# Need help with the general form of an circle

1. Sep 28, 2008

### alexm544

alright, so i'm having some trouble with the general form of a circle. i know that it's basically
x2+y2+ax+by+c=0 , but this problem is giving me a hard time...

1. The problem statement, all variables and given/known data

a circle has the equasion 4x2+4y2+24x-16y-48=0. graph the cirlce using the center (h,k) and radius R. find the intercepts, if any.

... so, don't you combine all the like terms together first? so it would be:

(4x2+24x)2+(4y2-16y2)=48

but then what? or did i already screw it up?

2. Sep 28, 2008

### Dick

Already screwed it up. You had 4x^2+24x and you just changed it into (4x^2+24x)^2. It's not like they are equal or anything. Start with 4x^2+24x=4(x^2+6x). You want to express x^2+6x in the form (x+a)^2-a^2 for some value of a. Expand (x+a)^2-a^2 and tell me what a should be. (This is called completing the square).

3. Sep 28, 2008

### alexm544

wait, you totally lost me. where did 'a' come from?

4. Sep 28, 2008

### Dick

I want to express that equation as a sum of squares. So I want to express x^2+6x in the form of a square. (x+a)^2-a^2 is EQUAL to x^2+6x for some choice of 'a'. I want you to figure out what that 'a' is and the show that they are equal. Multiply the square out and equate coefficients of the 'x' term.

5. Sep 28, 2008

When you have product like these

\begin{align*} (x+a)^2 & = x^2 + 2ax + a^2\\ (x-a)^2 & = x^2 - 2ax + a^2 \end{align*}

where $$a$$ may be a number, as in your problems, or another variable,
we refer to them as perfect squares . As examples

\begin{align*} (x-5)^2 & = x^2 - 2(5)(x) + 5^2 = x^2 - 10x + 25\\ (x+6)^2 & = x^2 + 2(6)(x) + 6^2 = x^2 + 12x + 36 \end{align*}

When we "complete the square" we are, in a sense, starting with a portion of the right-hand side and recreating the left.

Suppose you have

$$x^2 + 12x$$

and know that it is the first 2/3 of the expanded form of $$(x+a)^2$$. Two questions come up:
* What is the value of $$a$$?
* How can we recreate the $$(x+a)^2$$?

Here is how: in the two perfect square formulae, the constant term is found with these steps:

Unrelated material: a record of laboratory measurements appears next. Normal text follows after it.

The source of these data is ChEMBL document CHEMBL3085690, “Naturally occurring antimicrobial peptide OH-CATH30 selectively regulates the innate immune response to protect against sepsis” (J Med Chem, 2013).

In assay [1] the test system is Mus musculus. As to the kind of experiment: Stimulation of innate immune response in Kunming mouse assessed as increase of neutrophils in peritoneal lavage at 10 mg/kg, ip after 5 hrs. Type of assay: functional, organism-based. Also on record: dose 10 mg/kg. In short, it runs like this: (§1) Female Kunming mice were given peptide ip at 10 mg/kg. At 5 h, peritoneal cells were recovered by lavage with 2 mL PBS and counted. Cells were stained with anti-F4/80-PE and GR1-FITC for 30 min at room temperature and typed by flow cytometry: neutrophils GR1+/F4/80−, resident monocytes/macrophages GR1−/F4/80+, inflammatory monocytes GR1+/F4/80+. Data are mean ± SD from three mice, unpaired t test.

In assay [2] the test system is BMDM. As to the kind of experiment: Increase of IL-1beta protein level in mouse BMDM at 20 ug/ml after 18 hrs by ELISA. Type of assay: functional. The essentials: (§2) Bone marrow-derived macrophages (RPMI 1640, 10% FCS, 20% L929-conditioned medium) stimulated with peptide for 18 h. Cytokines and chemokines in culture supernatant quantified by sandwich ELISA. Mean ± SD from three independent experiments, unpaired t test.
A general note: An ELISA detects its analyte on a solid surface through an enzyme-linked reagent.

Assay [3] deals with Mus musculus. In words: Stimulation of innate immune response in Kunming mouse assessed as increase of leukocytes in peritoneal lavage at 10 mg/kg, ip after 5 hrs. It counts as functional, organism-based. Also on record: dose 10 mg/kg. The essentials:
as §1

1) Divide the coefficient of $$x$$ by $$2$$
2) Square the result of step 1

The thing to remember when you use this process in an equation is this: when you add something to the left of the equation, exactly the same amount must be added to the left. Two examples.

First, use completing the square to simplify this equation.

$$x^2 + 10x = 4$$

Here are the steps.
\begin{align} x^2 + 10x & = 4 \\ x^2 + 10x + 5^2 & = 4+5^2 \\ (x+5)^2 & = 29 \end{align}

How did I decide to add $$5^2$$ to each side? Since $${10}/2 = 5$$, the guidelines given above say that this is the appropriate choice.

One more:
\begin{align*} 4y^2 + 104y & = 30\\ 4\left(y^2 + 26y \right) & = 30\\ y^2 + 26y & = \frac{30}{4} = 7.5\\ y^2 + 26y + 13^2 & = 7.5 + 169\\ (y+13)^2 & = 176.5 \end{align*}
\end{align*}

Here's how this relates to circles:
1) Group the $$x$$ terms and the $$y$$ terms
2) If the coefficients of $$x^2$$ and $$y^2$$ from the terms, and divide both sides of the equation by the coefficient
3) Complete the square on the $$x$$ terms, and $$complete the square on the [tex] y$$ terms, just as shown above
4) When you simplify the left side and add the numbers on the right, your equation will be in standard form

6. Sep 28, 2008

### Mentallic

You need to change the form for a circle into -

$$(x-h)^{2}+(y-k)^{2}=r^{2}$$ : where the centre of the circle is (h,k) and radius r

e.g.

$$x^{2}-6x+y^{2}+3y-5=0$$

$$[x^{2}-6x+(\frac{-6}{2})^{2}]-(\frac{-6}{2})^{2}+[y^{2}+3y+(\frac{3}{2})^{2}]-(\frac{3}{2})^{2}=5$$

$$(x-3)^{2}+(y+\frac{3}{2})^{2}=5+3^{2}+(\frac{3}{2})^{2}$$

$$(x-3)^{2}+(y+\frac{3}{2})^{2}=\frac{65}{4}$$

Therefore, it is a circle with centre $$(3,-\frac{3}{2})$$ and with radius $$\frac{\sqrt{65}}{2}$$